[Festival] Discover all about Open House Lisbon 2017!

This 6th edition of Open House Lisboa happens Saturday 23 and Sunday 24 September 2017. On this weekend, everyone is invited to walk through the city’s iconic buildings as well as more recent projects. Save this date!

 

MAAT - Edifício Novo,  Amanda Levete Architects, 2016 © Francisco Nogueira

MAAT – Edifício Novo, Amanda Levete Architects, 2016 © Francisco Nogueira

 

In 2017, Open House Lisbon return during the cultural rentrée with a new itinerary so you can discover inside out and up close the best architecture in town. Annually, each edition proposes a new and careful selection of buildings that lets us see emblematic works in the city, their stories and authors.


 

Practical information

Open House Lisbon 2017
September 23 – 24, 2017
Various locations
http://www.openhouselisboa.com/en/

 


Open House is an international event with more than 35 participant cities in the world. During one weekend, you can discover inside out and up close the best architecture in Lisbon through free guided tours with no booking required. Visits are on a first come first served basis to allow access to the largest number of people and facilitate the entrance flow. A few spaces require booking: those are duly marked on the itinerary, letting you know how to proceed concerning reservation, which is done exclusively online.

 

Fundação Champalimaud, Charles Correa, 2010 © Rosa Reis

Fundação Champalimaud, Charles Correa, 2010 © Rosa Reis

MAAT - Edifício Novo,  Amanda Levete Architects, 2016 © FG+SG

MAAT – Edifício Novo, Amanda Levete Architects, 2016 © FG+SG

 

We have three visit formats: Open Visit — with no monitoring, within the designated timetable; Regular Visit — get to know the space in detail through an accompanied visit made by our team of volunteers present at the location; Tour — a guided tour made by the author of the architectural project himself or by an invited specialist. For each edition, we have an enthusiastic team of volunteers that welcomes visitors, gives them an overview of the itinerary, suggestions and recommendations tailored for you.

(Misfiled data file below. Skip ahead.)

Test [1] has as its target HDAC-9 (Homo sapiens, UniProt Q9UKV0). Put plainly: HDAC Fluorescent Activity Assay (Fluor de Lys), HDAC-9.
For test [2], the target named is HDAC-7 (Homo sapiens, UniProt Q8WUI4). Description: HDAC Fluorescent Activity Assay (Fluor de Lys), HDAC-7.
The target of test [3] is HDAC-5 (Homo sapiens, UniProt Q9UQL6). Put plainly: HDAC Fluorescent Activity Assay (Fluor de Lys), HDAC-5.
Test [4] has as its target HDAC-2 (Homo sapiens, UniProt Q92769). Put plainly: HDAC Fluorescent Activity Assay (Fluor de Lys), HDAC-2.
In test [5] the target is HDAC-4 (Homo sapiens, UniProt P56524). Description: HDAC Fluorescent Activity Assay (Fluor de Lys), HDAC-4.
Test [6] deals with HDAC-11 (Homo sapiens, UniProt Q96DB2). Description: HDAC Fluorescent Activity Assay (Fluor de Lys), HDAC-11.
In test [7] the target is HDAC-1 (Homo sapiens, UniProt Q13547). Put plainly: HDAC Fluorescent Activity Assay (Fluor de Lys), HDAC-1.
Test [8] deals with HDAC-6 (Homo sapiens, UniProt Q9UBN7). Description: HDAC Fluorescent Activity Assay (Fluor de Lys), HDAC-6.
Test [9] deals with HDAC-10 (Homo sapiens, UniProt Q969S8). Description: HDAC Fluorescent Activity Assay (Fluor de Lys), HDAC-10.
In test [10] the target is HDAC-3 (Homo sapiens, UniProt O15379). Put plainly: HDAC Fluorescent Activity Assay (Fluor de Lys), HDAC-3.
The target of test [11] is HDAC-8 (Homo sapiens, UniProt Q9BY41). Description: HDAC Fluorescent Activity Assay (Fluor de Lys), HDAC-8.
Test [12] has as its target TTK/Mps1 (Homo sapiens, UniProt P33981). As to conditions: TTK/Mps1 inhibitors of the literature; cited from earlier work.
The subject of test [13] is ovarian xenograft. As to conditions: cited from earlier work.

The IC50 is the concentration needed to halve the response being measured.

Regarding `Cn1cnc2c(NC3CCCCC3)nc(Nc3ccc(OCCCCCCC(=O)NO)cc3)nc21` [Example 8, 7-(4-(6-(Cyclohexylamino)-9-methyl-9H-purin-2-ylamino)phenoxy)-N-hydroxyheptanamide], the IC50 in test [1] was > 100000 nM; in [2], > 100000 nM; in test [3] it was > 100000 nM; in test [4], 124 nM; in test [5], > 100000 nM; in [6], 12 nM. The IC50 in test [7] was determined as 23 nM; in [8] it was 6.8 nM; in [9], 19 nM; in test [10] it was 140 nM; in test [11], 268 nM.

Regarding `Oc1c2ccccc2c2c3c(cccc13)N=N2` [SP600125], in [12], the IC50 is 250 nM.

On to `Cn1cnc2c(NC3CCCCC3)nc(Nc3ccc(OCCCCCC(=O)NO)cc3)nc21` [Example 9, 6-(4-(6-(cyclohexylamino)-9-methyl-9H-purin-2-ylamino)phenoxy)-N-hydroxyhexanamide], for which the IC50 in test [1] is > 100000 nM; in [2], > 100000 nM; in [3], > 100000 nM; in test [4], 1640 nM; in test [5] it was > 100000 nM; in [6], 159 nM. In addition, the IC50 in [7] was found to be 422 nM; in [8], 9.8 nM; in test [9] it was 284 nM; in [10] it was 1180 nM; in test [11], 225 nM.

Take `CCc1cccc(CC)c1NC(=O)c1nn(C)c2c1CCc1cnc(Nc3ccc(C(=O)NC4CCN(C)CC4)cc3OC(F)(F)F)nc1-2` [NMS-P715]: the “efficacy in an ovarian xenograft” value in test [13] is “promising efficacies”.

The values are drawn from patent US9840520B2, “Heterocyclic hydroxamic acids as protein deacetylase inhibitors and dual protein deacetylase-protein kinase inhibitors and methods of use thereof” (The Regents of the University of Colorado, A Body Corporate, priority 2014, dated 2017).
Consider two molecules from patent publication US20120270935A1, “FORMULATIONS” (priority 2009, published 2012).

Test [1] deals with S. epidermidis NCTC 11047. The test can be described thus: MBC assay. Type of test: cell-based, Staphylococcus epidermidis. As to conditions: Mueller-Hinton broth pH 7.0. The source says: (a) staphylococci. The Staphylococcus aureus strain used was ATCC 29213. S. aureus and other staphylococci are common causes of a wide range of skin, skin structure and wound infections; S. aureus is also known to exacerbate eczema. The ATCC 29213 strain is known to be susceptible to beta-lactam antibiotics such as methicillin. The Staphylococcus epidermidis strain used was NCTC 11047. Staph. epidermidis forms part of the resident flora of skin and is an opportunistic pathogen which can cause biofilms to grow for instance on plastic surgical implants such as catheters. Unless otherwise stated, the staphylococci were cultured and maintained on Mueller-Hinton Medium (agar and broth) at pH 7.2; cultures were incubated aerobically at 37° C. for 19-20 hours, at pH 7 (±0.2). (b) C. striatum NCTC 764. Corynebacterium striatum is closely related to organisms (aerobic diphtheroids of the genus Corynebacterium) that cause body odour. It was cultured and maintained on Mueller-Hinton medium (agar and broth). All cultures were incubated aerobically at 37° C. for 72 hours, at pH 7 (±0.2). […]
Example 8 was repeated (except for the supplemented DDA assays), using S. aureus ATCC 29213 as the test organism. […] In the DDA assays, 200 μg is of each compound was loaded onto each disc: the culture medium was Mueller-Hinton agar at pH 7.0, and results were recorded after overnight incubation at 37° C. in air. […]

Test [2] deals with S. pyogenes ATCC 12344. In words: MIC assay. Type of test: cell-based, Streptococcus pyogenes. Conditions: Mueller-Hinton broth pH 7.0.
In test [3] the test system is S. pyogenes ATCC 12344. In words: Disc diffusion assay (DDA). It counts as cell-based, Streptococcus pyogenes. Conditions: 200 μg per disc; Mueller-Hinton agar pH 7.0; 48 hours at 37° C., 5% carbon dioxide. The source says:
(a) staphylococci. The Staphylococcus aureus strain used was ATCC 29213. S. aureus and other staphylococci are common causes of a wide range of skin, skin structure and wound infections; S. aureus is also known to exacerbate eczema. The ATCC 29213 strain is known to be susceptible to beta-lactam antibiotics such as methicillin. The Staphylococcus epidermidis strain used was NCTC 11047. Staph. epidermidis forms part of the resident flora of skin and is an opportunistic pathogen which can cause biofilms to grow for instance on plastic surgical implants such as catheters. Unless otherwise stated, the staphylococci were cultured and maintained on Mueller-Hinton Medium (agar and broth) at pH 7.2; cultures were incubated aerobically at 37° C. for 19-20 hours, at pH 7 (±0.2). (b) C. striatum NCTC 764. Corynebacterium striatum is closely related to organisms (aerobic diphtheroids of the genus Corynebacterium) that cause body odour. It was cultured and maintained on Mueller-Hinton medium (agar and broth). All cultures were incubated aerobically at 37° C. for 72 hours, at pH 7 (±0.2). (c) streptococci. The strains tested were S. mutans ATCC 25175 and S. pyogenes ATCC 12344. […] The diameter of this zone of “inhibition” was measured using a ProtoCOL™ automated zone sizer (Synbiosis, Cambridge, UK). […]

Terminal de Cruzeiros de Lisboa, João Luís Carrilho da Graça, 2017 © Rita Burmester

Terminal de Cruzeiros de Lisboa, João Luís Carrilho da Graça, 2017 © Rita Burmester

Nova Sede EDP,  Aires Mateus, 2015 © Francisco Caseiro

Nova Sede EDP, Aires Mateus, 2015 © Francisco Caseiro

 

CURATORS STATEMENT

Lisbon Architecture Triennale’s invitation to curate the Open House event of 2017 was received with surprise and enthusiasm. For us, architects, this challenge reflects itself in drawing “a two-day map”, a kind of treasure map of our city. It can seem like a paradox, the idea of drawing an “ephemeral map” but in reality, it is always ephemeral, setting the territory in a specific moment, in this case, a weekend in September 2017.

 

Museu Nacional dos Coches, Consórcio PMBP - Paulo Mendes da Rocha + MMBB  © CONSÓRCIO PMBP

Museu Nacional dos Coches, Consórcio PMBP – Paulo Mendes da Rocha + MMBB © CONSÓRCIO PMBP

Fundação Calouste Gulbenkian, Alberto Pessoa, Pedro Cid e Ruy D'Athouguia, 1969 © Fundação Calouste Gulbenkian

Fundação Calouste Gulbenkian, Alberto Pessoa, Pedro Cid e Ruy D’Athouguia, 1969 © Fundação Calouste Gulbenkian

 

In the maps of Rome of Bufalini (1551) and Gianbatista Nolli (1748), it is possible to “go into buildings”. They are represented, not by the plan of their roof, as it is common, but by the plan of the ground floor. Many of these spaces are public but with restrictive access. When observing it, you manage to get a different perception of the city, and fell it as more permeable. Open House relates to this representation of the city. A map of the city that is more accessible, that lets places be seen, most of them not open to the general public, a map of wide open doors.

The choice is obviously subjective and this selection is born from a Lisbon “self-portrait”. The new spaces are an optimistic mirror of the city, a city going through a profound transformation. In our view, despite its historical weight, Lisbon is looking to reinvent itself:

By recovering and discovering new uses for its spaces
By creating new structures that answer to the city’s growing demands
By looking for other centres
By responding to the immense touristic demand
There is a new sensibility concerning the reuse of spaces and as a result architecture is also changing. The simply alteration of use can profoundly transform a place without destroying it. In the last few years, architecture has learned to “recycle” and to become “more invisible”. It has learned that tasks as invisible as treating a space acoustically or altering its lighting, can have regenerating effects.

But, because there is no perfect (city) without flaws, it has become also inevitable that our map contains spaces that we would like not to lose; some spaces or buildings that are under threat, they might not survive the impact strength of the market; a strength that brings to life, builds, recycles, but also destroys. A city’s transformation that is done too fast, can lead to losing places, inhabitants and, in the end, identity. This will be the part of the map where the treasures that we wouldn’t like to lose are represented.

— Catarina Almada Negreiros e Rita Almada Negreiros


 

News source: Open House Lisbon
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